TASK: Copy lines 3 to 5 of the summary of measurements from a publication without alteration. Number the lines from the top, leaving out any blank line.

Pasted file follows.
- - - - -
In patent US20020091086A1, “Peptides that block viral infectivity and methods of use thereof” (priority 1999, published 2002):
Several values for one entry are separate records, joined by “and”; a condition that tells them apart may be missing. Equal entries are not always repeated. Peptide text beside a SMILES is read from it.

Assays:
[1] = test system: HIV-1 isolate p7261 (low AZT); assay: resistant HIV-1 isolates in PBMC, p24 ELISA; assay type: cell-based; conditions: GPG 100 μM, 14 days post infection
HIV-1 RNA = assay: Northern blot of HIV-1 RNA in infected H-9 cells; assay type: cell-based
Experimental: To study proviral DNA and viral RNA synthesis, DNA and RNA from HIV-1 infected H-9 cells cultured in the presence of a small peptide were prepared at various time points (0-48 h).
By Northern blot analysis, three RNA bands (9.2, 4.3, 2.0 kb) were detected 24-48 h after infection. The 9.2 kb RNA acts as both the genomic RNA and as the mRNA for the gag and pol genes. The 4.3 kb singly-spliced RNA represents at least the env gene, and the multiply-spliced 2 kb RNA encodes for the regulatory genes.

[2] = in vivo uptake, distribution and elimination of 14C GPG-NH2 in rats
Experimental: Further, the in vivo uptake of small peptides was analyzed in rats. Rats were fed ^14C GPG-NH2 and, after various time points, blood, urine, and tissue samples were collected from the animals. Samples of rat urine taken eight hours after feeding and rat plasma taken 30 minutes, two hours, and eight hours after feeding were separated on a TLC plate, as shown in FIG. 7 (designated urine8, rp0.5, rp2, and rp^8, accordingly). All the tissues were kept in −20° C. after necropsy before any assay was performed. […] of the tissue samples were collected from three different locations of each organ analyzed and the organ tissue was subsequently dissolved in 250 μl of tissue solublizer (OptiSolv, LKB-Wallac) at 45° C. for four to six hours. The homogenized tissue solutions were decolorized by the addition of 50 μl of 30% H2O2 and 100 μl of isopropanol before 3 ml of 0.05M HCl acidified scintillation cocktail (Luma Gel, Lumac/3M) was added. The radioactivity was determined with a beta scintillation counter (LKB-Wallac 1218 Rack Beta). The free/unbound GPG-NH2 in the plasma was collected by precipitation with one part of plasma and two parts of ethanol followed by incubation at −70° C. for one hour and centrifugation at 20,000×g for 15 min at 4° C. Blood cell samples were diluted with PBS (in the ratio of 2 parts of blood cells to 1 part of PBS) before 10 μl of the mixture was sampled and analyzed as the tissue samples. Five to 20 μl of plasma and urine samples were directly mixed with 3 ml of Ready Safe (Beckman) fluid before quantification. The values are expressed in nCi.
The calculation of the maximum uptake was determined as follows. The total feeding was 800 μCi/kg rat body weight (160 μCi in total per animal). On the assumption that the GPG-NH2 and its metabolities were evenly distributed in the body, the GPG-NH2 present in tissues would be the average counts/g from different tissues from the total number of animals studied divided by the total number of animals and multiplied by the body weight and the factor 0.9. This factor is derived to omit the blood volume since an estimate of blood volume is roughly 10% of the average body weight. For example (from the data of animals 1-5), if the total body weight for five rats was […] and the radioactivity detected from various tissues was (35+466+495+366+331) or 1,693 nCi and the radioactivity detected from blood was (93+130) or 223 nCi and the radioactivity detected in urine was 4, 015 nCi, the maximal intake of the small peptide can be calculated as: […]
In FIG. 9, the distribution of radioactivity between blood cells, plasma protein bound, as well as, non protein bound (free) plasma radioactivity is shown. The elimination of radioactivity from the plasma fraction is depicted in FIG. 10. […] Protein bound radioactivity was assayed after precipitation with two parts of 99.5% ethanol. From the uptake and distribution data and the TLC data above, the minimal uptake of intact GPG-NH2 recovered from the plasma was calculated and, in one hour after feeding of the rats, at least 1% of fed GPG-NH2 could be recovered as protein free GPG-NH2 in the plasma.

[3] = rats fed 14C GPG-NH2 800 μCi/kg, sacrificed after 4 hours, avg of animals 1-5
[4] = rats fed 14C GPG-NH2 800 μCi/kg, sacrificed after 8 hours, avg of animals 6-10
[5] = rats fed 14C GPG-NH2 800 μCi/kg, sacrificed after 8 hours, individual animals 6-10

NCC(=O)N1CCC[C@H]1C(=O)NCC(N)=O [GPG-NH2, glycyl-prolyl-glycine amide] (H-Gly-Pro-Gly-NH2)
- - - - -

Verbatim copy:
Assays:
[1] = test system: HIV-1 isolate p7261 (low AZT); assay: resistant HIV-1 isolates in PBMC, p24 ELISA; assay type: cell-based; conditions: GPG 100 μM, 14 days post infection
HIV-1 RNA = assay: Northern blot of HIV-1 RNA in infected H-9 cells; assay type: cell-based